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'It always uses unwanted people.' Ukrainian historian names strengths and weaknesses of Russian army

'It always uses unwanted people.' Ukrainian historian names strengths and weaknesses of Russian army Strengths and weaknesses of the Russian army (photo: Getty Images)

Russians like to call themselves the "second army of the world." Their armed forces are indeed very large, but practice shows that their greatness is exaggerated. Like any army, they have strengths and weaknesses. And Ukraine needs to take into account all aspects of the enemy to win, states Oleksandr Alfyorov, Ukrainian historian and military officer in an interview with RBC-Ukraine.

Strengths and weaknesses of the Russian army

"The Russian army is an army built on the models of the eighteenth century. It's an army of officers, where a soldier is a cog, meat, trash. Its strength is its mass. And also the vertical, which is capable of killing thousands, tens, hundreds, millions of people. The weakness is that Russians are not able to fight for a long time. All of their wars last 1.5-2 years, and if they don't get help, they lose. This is the way of things," the historian says.

He emphasizes that North Korea, Iran, and China are Russia's sponsors. Without their support, Russians cannot fight.

"The Russian army is quickly running out of steam. It is aimed at a quick offensive, and they cannot fight for a long time without help. And this has already been confirmed - they can no longer fight without foreign equipment," says Alfyorov.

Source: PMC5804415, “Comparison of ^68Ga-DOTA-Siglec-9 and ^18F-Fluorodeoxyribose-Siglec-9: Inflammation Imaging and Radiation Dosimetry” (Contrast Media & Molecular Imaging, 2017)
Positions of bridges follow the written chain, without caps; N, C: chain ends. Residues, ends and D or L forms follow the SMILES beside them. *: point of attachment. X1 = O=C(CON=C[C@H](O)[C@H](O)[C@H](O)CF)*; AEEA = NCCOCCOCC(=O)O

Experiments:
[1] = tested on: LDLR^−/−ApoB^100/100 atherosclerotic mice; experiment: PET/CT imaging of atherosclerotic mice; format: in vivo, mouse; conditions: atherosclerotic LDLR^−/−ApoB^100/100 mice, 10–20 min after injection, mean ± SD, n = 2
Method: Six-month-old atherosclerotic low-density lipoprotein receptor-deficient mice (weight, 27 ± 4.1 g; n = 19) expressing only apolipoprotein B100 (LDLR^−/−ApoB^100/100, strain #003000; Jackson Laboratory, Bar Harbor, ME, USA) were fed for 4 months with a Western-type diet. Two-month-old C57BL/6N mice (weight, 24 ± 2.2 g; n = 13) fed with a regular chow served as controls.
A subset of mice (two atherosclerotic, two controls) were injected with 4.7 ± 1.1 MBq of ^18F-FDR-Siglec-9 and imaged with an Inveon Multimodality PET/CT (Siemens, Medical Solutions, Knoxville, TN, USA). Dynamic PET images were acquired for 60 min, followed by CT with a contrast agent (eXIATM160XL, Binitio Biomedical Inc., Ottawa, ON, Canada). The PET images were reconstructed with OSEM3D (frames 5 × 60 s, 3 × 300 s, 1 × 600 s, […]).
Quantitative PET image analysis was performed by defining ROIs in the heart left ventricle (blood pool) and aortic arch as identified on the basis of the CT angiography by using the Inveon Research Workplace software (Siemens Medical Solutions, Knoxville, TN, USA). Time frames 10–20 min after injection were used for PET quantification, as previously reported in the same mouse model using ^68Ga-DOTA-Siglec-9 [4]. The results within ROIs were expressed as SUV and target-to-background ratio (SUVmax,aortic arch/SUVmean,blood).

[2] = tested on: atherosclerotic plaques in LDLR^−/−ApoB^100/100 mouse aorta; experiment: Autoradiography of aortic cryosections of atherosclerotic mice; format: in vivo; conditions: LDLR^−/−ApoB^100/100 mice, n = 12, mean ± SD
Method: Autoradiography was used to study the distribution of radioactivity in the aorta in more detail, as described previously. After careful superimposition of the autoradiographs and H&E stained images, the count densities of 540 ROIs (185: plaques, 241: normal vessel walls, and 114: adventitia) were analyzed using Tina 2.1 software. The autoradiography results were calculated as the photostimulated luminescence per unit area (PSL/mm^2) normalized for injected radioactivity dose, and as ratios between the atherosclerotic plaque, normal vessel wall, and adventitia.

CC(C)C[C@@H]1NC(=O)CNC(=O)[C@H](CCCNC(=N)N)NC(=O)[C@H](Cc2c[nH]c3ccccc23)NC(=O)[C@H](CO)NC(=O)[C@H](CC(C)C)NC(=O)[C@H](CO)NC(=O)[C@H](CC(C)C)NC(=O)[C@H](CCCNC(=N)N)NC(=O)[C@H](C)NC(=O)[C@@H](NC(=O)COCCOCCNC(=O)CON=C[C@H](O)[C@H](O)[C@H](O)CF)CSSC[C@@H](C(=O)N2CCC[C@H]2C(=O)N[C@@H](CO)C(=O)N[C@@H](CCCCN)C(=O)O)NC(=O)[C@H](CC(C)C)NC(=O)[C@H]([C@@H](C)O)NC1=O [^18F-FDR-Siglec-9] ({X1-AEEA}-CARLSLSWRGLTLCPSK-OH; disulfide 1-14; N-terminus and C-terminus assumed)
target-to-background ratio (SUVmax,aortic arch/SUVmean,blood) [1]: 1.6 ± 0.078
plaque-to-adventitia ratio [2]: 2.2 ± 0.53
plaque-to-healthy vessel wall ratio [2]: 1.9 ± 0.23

Russian army was feared, but not because of its bravery

"The Russian army is the heir to the Soviet army, and the latter to the Russian imperial army, which was formed during the time of serfdom. Back then, knights fought in Europe, while in our country it was the nobility. This is a stratum of the population that pays a tax in blood. In Russia, this layer was minimal, and they used serfs to fight. When the war began, the tsar-emperor issued a decree: every landowner had to give a certain number of serfs to the army. And who were they giving away without pity? Morons," the soldier explains.

The historian emphasizes that Russia has always used unwanted people to fight. Sometimes political prisoners were sent to the army along with serfs, like our Shevchenko.

"Yes, the Russian army was feared in Europe, but not for its valor, courage, and bravery. They were afraid of it because it was a cattle herd. In Russia, there is not a single ordinary person who is a hero. Their heroes are the senior officers. It was only when Russia lost the Crimean War that heroes appeared, and they were named Shevchenko and Kishka, Ukrainians," says Alfyorov.

He adds that our army is proactive, while theirs is a massively passive army, not loyal, but with a great fear of officers. There is a gap between an officer and a private. In the Ukrainian army, it's the other way around.

You can see the full conversation with Oleksandr Alfyorov in the video below.